Bahrain has become the jurisdiction of choice in the region for the establishment of investment funds, with the launch of new rules that offer speed, simplicity and flexibility, according to a legal expert.
Brian Howard, partner and head of the international funds team at Trowers & Hamlins told the GDN that the Central Bank of Bahrain’s (CBB) new collective investment undertakings (CIU) regulations now makes a wide spectrum of investment fund structures available to prospective managers following a simplified notification process.
“Investments in crypto assets will also be available under retail funds which can be part of a diversified portfolio,” said Mr Howard on the sidelines of a Press conference held at the Four Seasons Hotel Bahrain Bay yesterday, where the CBB shared key features of the new rules governing the mutual funds industry.
The changes come after the CBB realised that administrative processes and authorisation requirements for establishing and marketing funds needed to be simplified in line with fast-paced changes in the industry.
Talking about the expected impact of the changes, Ebtisam Al Arrayed, director of financial institutions supervision directorate at the CBB, said: “The enhanced regulatory framework forms part of CBB’s Financial Services Development Strategy (2022-2026) and will set the environment for the growth and progress of the industry. Local, Regional, and international fund operators and global investors will find the kingdom attractive for fund domiciliation as well as for using Bahrain as a launchpad for serving global markets.”
The amendments to the regulations focus on dividing CIUs into two broad categories, the first targetting retail investors and the second, accredited and affluent investors.
Retail fund offerings require receiving CBB’s prior approval whereas the second category only requires notification to the CBB by the placement agent.
Mutual funds targeting retail investors are low risk with proper diversification and risk management, while those meant for accredited and affluent investors contain high risk investments with the aim of delivering high returns.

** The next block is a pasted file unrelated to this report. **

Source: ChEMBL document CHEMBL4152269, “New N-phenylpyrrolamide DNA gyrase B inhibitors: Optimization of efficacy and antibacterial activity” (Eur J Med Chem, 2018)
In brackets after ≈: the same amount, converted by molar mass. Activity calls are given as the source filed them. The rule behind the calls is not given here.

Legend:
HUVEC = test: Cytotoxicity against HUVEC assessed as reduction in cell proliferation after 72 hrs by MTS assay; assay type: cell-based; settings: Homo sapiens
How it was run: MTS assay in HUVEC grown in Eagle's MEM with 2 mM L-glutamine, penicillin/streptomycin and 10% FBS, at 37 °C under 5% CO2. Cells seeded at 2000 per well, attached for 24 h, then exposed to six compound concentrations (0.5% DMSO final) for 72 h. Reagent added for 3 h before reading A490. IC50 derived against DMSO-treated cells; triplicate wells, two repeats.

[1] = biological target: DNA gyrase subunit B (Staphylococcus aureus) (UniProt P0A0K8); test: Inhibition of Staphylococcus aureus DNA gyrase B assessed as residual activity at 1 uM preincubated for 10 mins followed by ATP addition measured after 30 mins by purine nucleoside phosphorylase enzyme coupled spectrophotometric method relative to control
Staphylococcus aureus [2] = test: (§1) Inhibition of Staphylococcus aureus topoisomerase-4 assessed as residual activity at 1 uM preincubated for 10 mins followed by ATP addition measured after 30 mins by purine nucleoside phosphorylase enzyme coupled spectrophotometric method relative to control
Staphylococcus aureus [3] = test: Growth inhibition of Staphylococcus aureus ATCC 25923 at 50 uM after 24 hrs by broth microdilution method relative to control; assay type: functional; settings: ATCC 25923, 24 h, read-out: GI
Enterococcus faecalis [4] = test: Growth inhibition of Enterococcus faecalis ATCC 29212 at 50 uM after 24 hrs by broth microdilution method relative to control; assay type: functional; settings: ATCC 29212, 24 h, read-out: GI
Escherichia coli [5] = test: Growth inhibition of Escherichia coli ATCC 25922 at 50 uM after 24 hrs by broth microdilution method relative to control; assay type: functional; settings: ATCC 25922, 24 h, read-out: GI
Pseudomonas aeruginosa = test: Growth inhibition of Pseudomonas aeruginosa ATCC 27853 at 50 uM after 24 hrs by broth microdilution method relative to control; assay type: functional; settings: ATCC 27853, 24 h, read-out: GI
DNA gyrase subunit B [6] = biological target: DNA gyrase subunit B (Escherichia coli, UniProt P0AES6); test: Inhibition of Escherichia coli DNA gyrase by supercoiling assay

The new framework emphasises the importance of key areas such as corporate governance, high standards of business conduct, safeguarding and segregation of investors’ money, and disclosure standards in line with international best practices.
According to CBB director of regulatory policy unit Shireen Al Sayed the new CIU regulations are now combined under a single module making them simpler and market-friendly.
“They are largely principles-based leaving room for the industry to pave the way for building a sound funds ecosystem thereby boosting growth of the asset management industry,” she asserted.
The comprehensive revision of the CIU regulations under ‘CBB Rulebook–Volume 7’ was part of a larger initiative to simplify and revise all the CBB rulebook volumes.
Describing Bahrain’s forward-looking regulations as a key competitive advantage, Musab Abdulla, executive director of investment development for financial services, technology and innovation at the Economic Development Board, said the revised regulations are another step forward which will attract further investments into the Kingdom, in line with the strategies put forward under the Economic Recovery Plan.
Also commenting was Najla Al Shirawi, chief executive of SICO – a regional asset manager, broker, and investment bank.
Ms Al Shirawi sees the enhanced rules as a “game-changer for local, regional, and global funds seeking an international jurisdiction to domicile their structures” as Bahrain now offers a “very flexible framework within a solid regulatory environment overseen by the CBB”.
Benefits of the new framework include significantly reduced set-up and ongoing processes which reduce operating costs, all factors that are prominent decision-making criteria in a manager’s choice of domicile.
“The simplification of the regulations simultaneously provides a lot more flexibility on key fund terms including asset class, investor categories, service provider requirements and legal structure,” added Ms Al Shirawi.
Bahrain has had a thriving funds industry since the 1980s.
Since then, the mutual funds industry in Bahrain experienced further growth and developments.
As of February-end 2022, the number of mutual funds in the kingdom stood at 1664, with a net asset value (NAV) of $10.6 billion.